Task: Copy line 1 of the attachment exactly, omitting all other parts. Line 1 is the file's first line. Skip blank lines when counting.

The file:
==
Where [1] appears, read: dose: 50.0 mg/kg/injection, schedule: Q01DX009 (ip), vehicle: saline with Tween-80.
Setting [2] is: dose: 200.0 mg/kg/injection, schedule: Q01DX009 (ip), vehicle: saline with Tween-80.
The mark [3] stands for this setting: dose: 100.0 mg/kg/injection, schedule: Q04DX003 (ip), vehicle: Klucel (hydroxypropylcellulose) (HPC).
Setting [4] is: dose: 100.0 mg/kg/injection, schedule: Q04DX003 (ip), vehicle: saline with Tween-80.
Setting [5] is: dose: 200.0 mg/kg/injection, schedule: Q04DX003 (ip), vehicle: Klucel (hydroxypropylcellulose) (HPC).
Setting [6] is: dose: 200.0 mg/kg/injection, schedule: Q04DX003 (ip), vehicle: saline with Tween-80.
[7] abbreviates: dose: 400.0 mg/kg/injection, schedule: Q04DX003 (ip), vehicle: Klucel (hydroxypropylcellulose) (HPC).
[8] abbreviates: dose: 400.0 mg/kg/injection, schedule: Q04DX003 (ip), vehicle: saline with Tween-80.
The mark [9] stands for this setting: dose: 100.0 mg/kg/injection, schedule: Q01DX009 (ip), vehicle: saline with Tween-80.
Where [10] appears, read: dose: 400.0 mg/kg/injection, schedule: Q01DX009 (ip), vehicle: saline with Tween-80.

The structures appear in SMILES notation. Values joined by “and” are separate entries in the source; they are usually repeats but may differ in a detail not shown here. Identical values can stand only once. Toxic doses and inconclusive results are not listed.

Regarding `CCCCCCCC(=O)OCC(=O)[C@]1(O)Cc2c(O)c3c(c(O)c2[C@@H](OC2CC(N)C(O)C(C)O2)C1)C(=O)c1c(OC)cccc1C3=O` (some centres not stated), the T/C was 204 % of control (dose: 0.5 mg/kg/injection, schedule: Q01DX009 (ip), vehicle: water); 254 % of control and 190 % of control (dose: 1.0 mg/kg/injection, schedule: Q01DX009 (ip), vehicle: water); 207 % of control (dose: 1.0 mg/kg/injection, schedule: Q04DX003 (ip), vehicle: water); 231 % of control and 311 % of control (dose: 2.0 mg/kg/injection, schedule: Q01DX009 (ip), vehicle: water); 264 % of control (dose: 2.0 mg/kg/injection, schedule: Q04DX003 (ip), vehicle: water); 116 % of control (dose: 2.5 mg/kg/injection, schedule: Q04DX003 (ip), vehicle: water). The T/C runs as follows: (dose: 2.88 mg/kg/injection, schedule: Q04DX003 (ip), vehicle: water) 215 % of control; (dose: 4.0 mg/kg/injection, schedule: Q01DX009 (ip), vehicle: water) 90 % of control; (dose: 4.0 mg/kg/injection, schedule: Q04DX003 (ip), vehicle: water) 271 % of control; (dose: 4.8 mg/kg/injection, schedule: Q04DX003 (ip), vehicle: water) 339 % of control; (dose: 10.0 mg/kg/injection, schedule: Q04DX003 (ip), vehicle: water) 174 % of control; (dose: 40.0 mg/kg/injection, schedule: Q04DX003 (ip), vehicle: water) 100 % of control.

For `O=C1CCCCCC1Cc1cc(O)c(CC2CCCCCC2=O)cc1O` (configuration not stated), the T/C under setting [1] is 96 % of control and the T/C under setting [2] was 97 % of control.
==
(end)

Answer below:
Where [1] appears, read: dose: 50.0 mg/kg/injection, schedule: Q01DX009 (ip), vehicle: saline with Tween-80.